Take the 2-minute tour ×
Stack Overflow is a question and answer site for professional and enthusiast programmers. It's 100% free, no registration required.

I want my timer to execute the actionPerformed method only one time once it 5 seconds the time but it is writing in the console "Hello" lots of times:

import java.awt.event.ActionEvent;
import java.awt.event.ActionListener;

import javax.swing.Timer;

public class X{
    public static void main(String args[]) {

        ActionListener actionListener = new ActionListener() {
            public void actionPerformed(ActionEvent actionEvent) {
                System.out.println( "Hello" );
            }
        };
        Timer timer = new Timer( 5000, actionListener );
        timer.start();
    }
}

How can I make the effect I want? Thanks

share|improve this question
1  
What does lots of times mean? The code looks fine at first glance... –  Petar Minchev Nov 26 '11 at 20:53
    
I meant it writes "Hello" forever. –  Rama Nov 26 '11 at 20:55
1  
What behavior do you want? –  trashgod Nov 26 '11 at 21:13
    
To write "Hello" only one time. –  Rama Nov 26 '11 at 21:54

6 Answers 6

up vote 4 down vote accepted

As already mentioned, it's better to use java.util.Timer, but you can also use setRepeats() before starting:

timer.setRepeats(false);
share|improve this answer

Sounds like you want a java.util.Timer rather than a javax.swing.Timer.

share|improve this answer
    
When I import javax.util.Timer Java doesn't let me call: java.util.Timer timer = new java.util.Timer( 5000, actionListener ); It says "he constructor Timer(int, ActionListener) is undefined". How can I make the same effect with Java.util? –  Rama Nov 26 '11 at 20:57
1  
@Rama not, never, don't use java.util.Timer for Swing GUI related Event, since javax.swing.Timer isn't accurate (in compare with java.util.Timer), but is best way for Java GUI based on Swing –  mKorbel Nov 26 '11 at 21:23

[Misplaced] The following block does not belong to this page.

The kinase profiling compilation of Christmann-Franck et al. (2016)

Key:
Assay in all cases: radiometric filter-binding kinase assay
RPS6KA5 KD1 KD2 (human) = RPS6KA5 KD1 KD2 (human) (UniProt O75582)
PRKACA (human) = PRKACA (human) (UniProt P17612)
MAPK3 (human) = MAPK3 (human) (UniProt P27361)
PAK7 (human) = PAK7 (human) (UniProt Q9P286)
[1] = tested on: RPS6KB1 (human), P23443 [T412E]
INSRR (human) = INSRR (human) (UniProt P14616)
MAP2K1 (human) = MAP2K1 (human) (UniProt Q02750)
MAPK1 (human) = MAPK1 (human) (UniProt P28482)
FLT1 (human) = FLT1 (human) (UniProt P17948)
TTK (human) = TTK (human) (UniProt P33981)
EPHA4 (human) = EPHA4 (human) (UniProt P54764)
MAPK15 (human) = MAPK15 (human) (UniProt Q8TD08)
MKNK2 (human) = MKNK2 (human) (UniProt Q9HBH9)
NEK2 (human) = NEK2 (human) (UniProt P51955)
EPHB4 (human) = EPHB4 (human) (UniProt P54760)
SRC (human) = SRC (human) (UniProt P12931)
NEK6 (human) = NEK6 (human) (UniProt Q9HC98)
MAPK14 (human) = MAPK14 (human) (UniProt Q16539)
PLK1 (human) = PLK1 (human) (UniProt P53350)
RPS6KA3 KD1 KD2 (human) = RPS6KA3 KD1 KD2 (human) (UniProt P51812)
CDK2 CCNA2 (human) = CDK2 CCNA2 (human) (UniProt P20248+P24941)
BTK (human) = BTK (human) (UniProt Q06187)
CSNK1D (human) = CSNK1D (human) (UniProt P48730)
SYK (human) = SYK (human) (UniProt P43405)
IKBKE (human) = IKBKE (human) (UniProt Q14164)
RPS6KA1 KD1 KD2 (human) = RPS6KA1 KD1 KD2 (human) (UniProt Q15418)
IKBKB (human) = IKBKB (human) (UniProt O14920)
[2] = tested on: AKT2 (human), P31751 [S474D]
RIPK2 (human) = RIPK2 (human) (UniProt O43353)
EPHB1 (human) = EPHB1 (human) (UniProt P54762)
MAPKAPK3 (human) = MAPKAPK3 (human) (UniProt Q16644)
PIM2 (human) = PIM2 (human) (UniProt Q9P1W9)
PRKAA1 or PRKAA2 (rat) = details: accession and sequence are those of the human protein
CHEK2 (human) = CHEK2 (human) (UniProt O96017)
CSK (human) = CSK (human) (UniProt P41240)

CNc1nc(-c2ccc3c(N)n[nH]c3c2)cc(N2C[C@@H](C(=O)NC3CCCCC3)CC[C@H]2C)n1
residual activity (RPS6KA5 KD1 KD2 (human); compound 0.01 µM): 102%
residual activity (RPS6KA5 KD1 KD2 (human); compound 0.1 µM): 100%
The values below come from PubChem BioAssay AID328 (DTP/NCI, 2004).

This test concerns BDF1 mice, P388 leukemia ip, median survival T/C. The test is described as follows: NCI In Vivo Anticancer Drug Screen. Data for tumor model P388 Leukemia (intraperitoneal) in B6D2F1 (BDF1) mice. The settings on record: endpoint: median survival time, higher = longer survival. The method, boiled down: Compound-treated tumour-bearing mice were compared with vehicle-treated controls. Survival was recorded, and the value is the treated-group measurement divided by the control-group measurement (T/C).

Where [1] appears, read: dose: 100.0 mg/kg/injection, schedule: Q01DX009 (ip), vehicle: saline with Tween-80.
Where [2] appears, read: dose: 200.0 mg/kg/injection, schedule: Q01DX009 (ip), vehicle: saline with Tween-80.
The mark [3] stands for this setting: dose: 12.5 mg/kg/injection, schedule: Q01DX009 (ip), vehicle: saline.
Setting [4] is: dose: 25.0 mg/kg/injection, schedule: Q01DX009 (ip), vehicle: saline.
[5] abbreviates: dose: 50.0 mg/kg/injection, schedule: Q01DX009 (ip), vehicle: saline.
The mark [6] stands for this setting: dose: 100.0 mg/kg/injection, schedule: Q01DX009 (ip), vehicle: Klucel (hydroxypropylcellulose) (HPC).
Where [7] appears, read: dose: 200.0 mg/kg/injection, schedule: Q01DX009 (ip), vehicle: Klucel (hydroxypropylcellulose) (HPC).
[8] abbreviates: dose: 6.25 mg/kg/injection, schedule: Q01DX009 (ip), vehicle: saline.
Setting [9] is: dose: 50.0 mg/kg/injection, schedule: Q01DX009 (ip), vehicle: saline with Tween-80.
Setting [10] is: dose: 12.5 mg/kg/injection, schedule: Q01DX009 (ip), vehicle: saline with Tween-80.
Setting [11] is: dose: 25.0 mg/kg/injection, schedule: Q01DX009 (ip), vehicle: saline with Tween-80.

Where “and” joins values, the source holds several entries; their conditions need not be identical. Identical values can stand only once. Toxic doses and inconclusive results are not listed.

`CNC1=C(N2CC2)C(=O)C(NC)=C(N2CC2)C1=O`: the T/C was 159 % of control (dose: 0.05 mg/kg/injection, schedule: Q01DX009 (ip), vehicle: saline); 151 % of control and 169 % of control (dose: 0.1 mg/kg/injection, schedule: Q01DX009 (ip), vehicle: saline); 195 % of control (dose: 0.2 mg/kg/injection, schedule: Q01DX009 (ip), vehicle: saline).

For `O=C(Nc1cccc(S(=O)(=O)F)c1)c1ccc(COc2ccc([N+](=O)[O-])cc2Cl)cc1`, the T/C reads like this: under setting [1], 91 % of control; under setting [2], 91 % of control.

1  
If using javax.util.Timer, update the GUI using a continuation. –  trashgod Nov 26 '11 at 22:26
    
Yes, as @trashgod says, if you need to update the GUI, make sure the code that does it is running on the Event dispatcher thread. However, in your example you are not running any code that interacts with the GUI. –  fd. Nov 28 '11 at 13:37

Don't neglect to use the event dispatch thread. There's nothing wrong with java.util.Timer, but javax.swing.Timer has several advantages with Swing.

import java.awt.EventQueue;
import java.awt.event.ActionEvent;
import java.awt.event.ActionListener;

import javax.swing.Timer;

public class X {

    public static void main(String args[]) {
        EventQueue.invokeLater(new Runnable() {

            @Override
            public void run() {
                ActionListener actionListener = new ActionListener() {

                    public void actionPerformed(ActionEvent actionEvent) {
                        System.out.println("Hello");
                    }
                };
                Timer timer = new Timer(5000, actionListener);
                timer.start();
            }
        });
    }
}

If using java.util.Timer, update the GUI using a continuation.

share|improve this answer
    
why would you do that in the event dispatch thread? –  unbeli Nov 26 '11 at 21:03
    
Good question, but I think the down-vote is unwarranted. Absent posting a Runnable to the event dispatch thread, the initial thread may exit before the javax.swing.Timer fires, as it does on my platform. –  trashgod Nov 26 '11 at 21:10
    
you are right and correct answer +1 –  mKorbel Nov 26 '11 at 21:25

the swing timer makes sure the thread won't be called during 'bad' times. see http://java.sun.com/products/jfc/tsc/articles/timer/ for a good explanation/example code.

To get the timer to tick once, call the stop() method on the Timer inside the actionPerformed(). You could also call setRepeats(false) before starting the timer as an alternative.

share|improve this answer
class MyTask extends TimerTask {
    public void run() {
      System.out.println("Hello");

    }
  }

and then

timer = new Timer();
timer.schedule(new MyTask(), 5000);
share|improve this answer
    
I like this solution but my class X needs to be Runnable so I implemented run to do other tasks... –  Rama Nov 26 '11 at 21:22

This should do the trick!

new JFrame().setVisible(true);
share|improve this answer

Your Answer

 
discard

By posting your answer, you agree to the privacy policy and terms of service.

Not the answer you're looking for? Browse other questions tagged or ask your own question.